For product info, visit: kobelcoamerica.com
Sporting four different model sizes, Doosan’s 30- to 50-metric-ton range excavator offering includes two models recently updated to Tier 4 Interim emissions standards – the 67,900-pound DX300LC and 78,485-pound DX350LC – and is topped off by the 108,025-pound DX480LC. In between, Doosan is one of the few manufacturers to offer a 42-metric-ton excavator, the 92,364-pound DX420LC, providing customers with an option for jobs requiring an excavator larger than a 35-metric-ton yet not as large as a 48-metric-ton, the company says. Standard on all mid-size and heavy Doosan excavators, operators can engage auto-idle, which drops the engine to idle if functions aren’t used for four seconds. This reduces fuel consumption for the machine and creates a more comfortable work environment for the operator and nearby workers. The engine automatically returns to the pre-set throttle position as soon as the operator moves a joystick or travel function. The DX300LC is available in a long-reach SLR version.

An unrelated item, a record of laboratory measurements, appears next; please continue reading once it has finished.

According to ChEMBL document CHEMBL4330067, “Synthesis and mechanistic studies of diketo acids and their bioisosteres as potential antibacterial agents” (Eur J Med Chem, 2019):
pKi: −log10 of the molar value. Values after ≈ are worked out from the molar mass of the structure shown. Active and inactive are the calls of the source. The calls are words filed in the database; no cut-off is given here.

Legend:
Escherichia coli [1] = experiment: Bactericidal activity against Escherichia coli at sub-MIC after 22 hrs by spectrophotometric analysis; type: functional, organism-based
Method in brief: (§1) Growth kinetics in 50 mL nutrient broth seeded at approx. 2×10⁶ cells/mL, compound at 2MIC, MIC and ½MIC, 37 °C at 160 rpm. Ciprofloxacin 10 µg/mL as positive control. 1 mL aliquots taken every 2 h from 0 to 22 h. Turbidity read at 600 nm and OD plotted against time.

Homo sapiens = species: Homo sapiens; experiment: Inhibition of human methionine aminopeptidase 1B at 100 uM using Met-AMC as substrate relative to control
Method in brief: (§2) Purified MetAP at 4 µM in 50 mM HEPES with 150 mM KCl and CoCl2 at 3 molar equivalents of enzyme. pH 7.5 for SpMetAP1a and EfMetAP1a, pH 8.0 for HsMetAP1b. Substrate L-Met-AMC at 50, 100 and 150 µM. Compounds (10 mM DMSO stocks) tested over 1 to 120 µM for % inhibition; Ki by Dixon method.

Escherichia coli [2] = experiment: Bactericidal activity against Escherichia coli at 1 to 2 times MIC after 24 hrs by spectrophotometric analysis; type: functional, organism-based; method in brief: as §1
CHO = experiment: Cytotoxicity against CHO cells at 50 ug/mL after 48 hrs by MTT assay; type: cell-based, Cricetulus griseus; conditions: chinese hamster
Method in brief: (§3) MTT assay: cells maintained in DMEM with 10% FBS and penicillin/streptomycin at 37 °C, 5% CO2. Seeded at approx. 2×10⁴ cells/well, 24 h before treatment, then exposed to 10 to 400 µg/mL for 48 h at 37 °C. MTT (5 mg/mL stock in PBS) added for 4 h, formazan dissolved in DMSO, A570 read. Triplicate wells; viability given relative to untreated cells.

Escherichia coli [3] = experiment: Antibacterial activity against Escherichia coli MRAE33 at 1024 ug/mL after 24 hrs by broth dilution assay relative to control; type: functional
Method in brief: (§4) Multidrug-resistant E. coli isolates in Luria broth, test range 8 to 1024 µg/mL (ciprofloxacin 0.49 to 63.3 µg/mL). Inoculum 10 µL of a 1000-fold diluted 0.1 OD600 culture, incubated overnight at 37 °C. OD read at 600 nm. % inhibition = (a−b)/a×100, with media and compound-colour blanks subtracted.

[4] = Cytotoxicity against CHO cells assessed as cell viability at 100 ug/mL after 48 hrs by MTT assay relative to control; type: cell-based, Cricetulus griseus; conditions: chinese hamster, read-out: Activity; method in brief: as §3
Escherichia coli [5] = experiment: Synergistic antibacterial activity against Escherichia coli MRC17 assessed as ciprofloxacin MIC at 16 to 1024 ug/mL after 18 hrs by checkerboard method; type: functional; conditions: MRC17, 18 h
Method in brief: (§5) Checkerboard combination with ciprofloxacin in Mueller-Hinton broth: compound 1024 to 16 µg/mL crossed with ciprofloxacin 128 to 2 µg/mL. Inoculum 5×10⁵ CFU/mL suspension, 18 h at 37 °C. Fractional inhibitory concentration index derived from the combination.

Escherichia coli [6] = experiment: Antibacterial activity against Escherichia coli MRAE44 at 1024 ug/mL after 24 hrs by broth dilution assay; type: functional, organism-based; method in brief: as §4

For product info, visit: doosanequipment.com
Newest among the Volvo D-Series Tier 4 Interim excavators is the 66,140-pound EC300D, replacing the EC290C L with such features as a new 277-horsepower Volvo D8H engine and automatic sensing hydraulic system. As with the larger D-Series models introduced earlier in 2011 – the D13H-powered EC340D at 77,240 pounds, EC380D at 83,776 pounds and EC480D at 105,000 pounds – the EC300D’s hydraulic system leverages an “Eco” mode to avoid peak-pressure shocks and reduce energy loss. With a bucket digging force of 45,970 pounds, the EC300D offers gains of 11 and 18 percent in engine output and torque, says Volvo. The engine model on the larger units provides 283 net horsepower for both the EC340D and EC380D – the latter with almost 10,000 additional pounds of digging force – and jumps to 348 horsepower for the EC480D. Volvo also offers the short-swing, 77,940-pound ECR305C, powered by a 192-horsepower D7E engine.
For product info, visit: volvoce.com